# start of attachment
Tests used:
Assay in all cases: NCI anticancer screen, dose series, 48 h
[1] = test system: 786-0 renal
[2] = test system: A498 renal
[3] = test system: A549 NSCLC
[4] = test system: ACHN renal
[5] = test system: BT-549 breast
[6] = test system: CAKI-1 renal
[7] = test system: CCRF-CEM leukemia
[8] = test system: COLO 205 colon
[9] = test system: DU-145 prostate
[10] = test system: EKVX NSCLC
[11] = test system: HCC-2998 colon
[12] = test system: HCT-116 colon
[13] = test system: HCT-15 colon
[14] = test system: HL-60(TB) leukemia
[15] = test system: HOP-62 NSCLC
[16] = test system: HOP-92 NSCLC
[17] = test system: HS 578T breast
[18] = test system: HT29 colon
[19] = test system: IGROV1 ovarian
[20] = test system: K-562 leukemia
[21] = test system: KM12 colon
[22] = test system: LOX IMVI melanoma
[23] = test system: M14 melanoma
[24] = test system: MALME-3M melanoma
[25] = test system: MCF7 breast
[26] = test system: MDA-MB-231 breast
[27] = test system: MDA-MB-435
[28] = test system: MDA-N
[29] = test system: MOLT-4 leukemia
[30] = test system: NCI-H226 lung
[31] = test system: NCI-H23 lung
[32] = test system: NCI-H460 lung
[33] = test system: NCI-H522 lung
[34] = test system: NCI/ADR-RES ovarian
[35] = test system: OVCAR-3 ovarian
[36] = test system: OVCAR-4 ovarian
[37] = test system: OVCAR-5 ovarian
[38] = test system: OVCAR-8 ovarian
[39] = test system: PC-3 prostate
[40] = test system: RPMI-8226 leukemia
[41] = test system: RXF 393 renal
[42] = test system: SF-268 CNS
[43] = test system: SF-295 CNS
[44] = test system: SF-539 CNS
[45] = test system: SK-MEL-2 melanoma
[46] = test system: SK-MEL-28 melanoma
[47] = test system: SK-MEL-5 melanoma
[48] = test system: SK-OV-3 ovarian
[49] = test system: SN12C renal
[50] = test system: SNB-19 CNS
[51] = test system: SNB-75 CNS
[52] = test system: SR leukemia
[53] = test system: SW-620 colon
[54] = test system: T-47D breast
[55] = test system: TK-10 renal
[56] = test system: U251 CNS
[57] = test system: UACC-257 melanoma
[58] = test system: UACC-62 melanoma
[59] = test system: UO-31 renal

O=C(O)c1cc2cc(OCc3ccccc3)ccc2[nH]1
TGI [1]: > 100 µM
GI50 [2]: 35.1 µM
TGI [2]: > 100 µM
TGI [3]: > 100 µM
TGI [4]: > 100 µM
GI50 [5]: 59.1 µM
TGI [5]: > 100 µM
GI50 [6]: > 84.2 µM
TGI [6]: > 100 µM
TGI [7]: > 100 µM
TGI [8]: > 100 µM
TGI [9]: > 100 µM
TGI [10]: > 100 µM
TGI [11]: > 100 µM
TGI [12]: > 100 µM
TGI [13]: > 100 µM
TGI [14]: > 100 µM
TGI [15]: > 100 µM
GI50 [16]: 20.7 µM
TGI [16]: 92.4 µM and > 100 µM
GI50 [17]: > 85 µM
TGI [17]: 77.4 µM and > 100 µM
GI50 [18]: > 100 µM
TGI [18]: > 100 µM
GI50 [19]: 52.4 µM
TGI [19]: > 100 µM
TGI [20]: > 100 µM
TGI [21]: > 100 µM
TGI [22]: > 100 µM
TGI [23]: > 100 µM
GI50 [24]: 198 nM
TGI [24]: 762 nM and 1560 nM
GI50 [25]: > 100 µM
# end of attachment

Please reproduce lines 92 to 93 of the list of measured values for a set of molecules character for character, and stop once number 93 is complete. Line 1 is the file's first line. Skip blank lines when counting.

TGI [23]: > 100 µM
GI50 [24]: 198 nM